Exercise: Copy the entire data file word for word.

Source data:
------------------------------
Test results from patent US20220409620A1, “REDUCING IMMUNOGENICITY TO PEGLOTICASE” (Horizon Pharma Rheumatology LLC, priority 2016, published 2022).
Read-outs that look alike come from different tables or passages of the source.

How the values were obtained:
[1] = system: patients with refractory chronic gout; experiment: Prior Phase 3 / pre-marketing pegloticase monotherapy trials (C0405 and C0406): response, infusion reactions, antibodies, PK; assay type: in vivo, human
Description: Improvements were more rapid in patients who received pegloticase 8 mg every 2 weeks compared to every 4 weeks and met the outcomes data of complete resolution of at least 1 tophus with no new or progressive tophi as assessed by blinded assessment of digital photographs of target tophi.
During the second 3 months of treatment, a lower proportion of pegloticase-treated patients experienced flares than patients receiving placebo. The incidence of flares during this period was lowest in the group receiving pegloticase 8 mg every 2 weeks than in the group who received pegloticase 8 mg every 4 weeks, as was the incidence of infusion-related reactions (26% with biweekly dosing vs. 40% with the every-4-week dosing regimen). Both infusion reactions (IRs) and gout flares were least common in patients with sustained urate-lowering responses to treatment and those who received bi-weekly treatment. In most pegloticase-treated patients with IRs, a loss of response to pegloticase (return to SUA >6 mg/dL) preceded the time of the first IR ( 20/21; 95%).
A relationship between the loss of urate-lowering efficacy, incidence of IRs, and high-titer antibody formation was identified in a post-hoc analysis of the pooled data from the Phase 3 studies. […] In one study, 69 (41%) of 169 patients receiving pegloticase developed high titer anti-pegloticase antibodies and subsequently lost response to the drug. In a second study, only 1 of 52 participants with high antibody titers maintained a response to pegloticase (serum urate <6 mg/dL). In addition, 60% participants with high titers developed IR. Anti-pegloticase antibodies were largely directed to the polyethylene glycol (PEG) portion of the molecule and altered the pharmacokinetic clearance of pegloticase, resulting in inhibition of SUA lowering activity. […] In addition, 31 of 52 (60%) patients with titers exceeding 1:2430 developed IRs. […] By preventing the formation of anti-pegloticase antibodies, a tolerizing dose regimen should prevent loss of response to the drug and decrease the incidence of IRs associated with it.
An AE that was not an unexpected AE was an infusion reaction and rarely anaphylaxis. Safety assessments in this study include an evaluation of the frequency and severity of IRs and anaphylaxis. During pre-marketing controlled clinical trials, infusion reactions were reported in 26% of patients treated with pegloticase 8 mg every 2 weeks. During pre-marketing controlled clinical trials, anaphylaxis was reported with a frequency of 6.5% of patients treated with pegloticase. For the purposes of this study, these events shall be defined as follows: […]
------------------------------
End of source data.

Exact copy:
Test results from patent US20220409620A1, “REDUCING IMMUNOGENICITY TO PEGLOTICASE” (Horizon Pharma Rheumatology LLC, priority 2016, published 2022).
Read-outs that look alike come from different tables or passages of the source.

How the values were obtained:
[1] = system: patients with refractory chronic gout; experiment: Prior Phase 3 / pre-marketing pegloticase monotherapy trials (C0405 and C0406): response, infusion reactions, antibodies, PK; assay type: in vivo, human
Description: Improvements were more rapid in patients who received pegloticase 8 mg every 2 weeks compared to every 4 weeks and met the outcomes data of complete resolution of at least 1 tophus with no new or progressive tophi as assessed by blinded assessment of digital photographs of target tophi.
During the second 3 months of treatment, a lower proportion of pegloticase-treated patients experienced flares than patients receiving placebo. The incidence of flares during this period was lowest in the group receiving pegloticase 8 mg every 2 weeks than in the group who received pegloticase 8 mg every 4 weeks, as was the incidence of infusion-related reactions (26% with biweekly dosing vs. 40% with the every-4-week dosing regimen). Both infusion reactions (IRs) and gout flares were least common in patients with sustained urate-lowering responses to treatment and those who received bi-weekly treatment. In most pegloticase-treated patients with IRs, a loss of response to pegloticase (return to SUA >6 mg/dL) preceded the time of the first IR ( 20/21; 95%).
A relationship between the loss of urate-lowering efficacy, incidence of IRs, and high-titer antibody formation was identified in a post-hoc analysis of the pooled data from the Phase 3 studies. […] In one study, 69 (41%) of 169 patients receiving pegloticase developed high titer anti-pegloticase antibodies and subsequently lost response to the drug. In a second study, only 1 of 52 participants with high antibody titers maintained a response to pegloticase (serum urate <6 mg/dL). In addition, 60% participants with high titers developed IR. Anti-pegloticase antibodies were largely directed to the polyethylene glycol (PEG) portion of the molecule and altered the pharmacokinetic clearance of pegloticase, resulting in inhibition of SUA lowering activity. […] In addition, 31 of 52 (60%) patients with titers exceeding 1:2430 developed IRs. […] By preventing the formation of anti-pegloticase antibodies, a tolerizing dose regimen should prevent loss of response to the drug and decrease the incidence of IRs associated with it.
An AE that was not an unexpected AE was an infusion reaction and rarely anaphylaxis. Safety assessments in this study include an evaluation of the frequency and severity of IRs and anaphylaxis. During pre-marketing controlled clinical trials, infusion reactions were reported in 26% of patients treated with pegloticase 8 mg every 2 weeks. During pre-marketing controlled clinical trials, anaphylaxis was reported with a frequency of 6.5% of patients treated with pegloticase. For the purposes of this study, these events shall be defined as follows: […]